Page 34 - March 2021 Hustle Mama Magazine
P. 34

   Who Gets Hyperthyroidism?
Hyperthyroidism can develop in anyone at any age, but it occurs most often in women, and the risk rises after age 60. In older people, hyperthyroidism symptoms can be subtle, and doctors sometimes mistake it for depression or dementia. If someone has uncontrolled hyperthyroidism and gets pregnant, hyperthyroidism can sometimes affect the baby.
Risk factors for hyperthyroidism include:
A family history of thyroid problems, particularly Graves’ disease
Health problems including pernicious anemia (a vitamin B12 deficiency), type 1 diabetes, and primary adrenal insufficiency, a disorder that affects the hormones
Being female
Being older than age 60
Consuming large amounts of iodine from medications or food
Recent pregnancy
Extreme stress or trauma, which can trigger Graves’ disease in people with a genetic susceptibility
While some people may be more at risk of hyperthyroidism than others, anyone can get it. Hyperthyroidism has several causes, including:
Graves’ disease, mentioned above – an autoimmune disorder in which the immune system attacks the thyroid, causing it to overproduce T4. Graves’ disease is the most common cause of hyperthyroidism.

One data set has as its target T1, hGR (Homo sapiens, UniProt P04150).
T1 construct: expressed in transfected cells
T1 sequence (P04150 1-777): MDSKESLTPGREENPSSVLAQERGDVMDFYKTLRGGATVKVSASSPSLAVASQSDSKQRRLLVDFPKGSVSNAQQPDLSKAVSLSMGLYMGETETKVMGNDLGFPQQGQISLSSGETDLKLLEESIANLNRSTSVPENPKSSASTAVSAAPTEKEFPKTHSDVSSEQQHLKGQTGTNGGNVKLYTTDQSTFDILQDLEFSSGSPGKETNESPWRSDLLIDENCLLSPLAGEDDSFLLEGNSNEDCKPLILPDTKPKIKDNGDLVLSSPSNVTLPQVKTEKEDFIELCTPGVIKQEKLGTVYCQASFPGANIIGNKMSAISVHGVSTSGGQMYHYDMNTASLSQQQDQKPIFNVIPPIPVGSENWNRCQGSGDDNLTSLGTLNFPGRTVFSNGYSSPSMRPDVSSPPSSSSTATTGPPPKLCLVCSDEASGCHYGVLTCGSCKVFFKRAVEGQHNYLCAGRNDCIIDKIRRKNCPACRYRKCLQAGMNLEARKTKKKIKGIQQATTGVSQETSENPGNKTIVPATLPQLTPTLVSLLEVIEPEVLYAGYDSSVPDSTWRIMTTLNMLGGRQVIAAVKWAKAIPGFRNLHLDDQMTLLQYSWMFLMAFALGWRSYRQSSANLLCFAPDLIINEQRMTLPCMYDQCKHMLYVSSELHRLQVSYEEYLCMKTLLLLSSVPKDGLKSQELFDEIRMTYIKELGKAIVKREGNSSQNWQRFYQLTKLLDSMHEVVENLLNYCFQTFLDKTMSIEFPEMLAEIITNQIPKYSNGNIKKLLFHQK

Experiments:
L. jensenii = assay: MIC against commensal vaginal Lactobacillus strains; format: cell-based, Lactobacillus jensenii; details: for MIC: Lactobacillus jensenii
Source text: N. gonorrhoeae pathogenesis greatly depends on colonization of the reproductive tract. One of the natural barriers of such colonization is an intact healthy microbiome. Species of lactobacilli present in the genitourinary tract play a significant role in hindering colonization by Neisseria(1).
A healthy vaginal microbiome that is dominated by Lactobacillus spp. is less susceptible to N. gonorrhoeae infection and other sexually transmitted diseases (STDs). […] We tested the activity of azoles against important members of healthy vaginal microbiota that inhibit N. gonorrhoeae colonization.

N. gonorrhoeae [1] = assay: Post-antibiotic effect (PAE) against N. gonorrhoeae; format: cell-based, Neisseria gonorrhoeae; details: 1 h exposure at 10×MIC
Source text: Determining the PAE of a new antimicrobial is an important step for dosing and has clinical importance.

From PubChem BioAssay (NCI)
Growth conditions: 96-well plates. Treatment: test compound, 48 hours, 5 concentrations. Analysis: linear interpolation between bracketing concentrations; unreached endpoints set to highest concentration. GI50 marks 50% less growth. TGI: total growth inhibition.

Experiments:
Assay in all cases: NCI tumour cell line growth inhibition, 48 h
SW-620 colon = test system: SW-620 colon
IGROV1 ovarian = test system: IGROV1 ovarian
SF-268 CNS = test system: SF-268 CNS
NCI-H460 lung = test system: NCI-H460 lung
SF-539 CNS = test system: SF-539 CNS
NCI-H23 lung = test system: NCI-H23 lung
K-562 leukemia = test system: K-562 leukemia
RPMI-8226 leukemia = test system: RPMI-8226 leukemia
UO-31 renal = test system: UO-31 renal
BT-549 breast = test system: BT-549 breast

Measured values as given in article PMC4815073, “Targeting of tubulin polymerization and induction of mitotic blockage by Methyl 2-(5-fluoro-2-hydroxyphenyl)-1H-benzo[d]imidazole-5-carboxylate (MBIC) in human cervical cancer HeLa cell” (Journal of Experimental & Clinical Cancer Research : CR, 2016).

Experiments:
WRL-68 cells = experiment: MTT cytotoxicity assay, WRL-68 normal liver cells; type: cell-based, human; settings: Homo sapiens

Hyperfunctioning thyroid nodules occur when a small piece of the thyroid malfunctions, creating small, benign (non-cancerous) nodules or lumps. These nodules pump out thyroid hormones and do not respond to TSH levels.
Thyroiditis, or inflammation of the thyroid, can occur after pregnancy. An infection or virus can also cause thyroiditis. In thyroiditis, the inflamed thyroid begins to leak stored thyroid hormone into the bloodstream.
Excess iodine consumption. The thyroid makes thyroid hormones out of iodine. If someone consumes too much iodine, it may spur the production of excess thyroid hormone. Iodine is present in some medications, including some heart medications and cough syrups. Seaweed and seaweed supplements also contain iodine, as does table salt with added iodine.
Excess thyroid medication. People who take medicine for hypothyroidism (low thyroid hormone levels) can experience hyperthyroid symptoms if their dose of medication is too high. It’s essential that if you are taking medication for hypothyroidism that you have your thyroid levels checked from time to time, as your levels – and the dose of medicine you require – can change over time.
People with hypothyroidism gain
weight, feel cold, fight fatigue, depression, and more.

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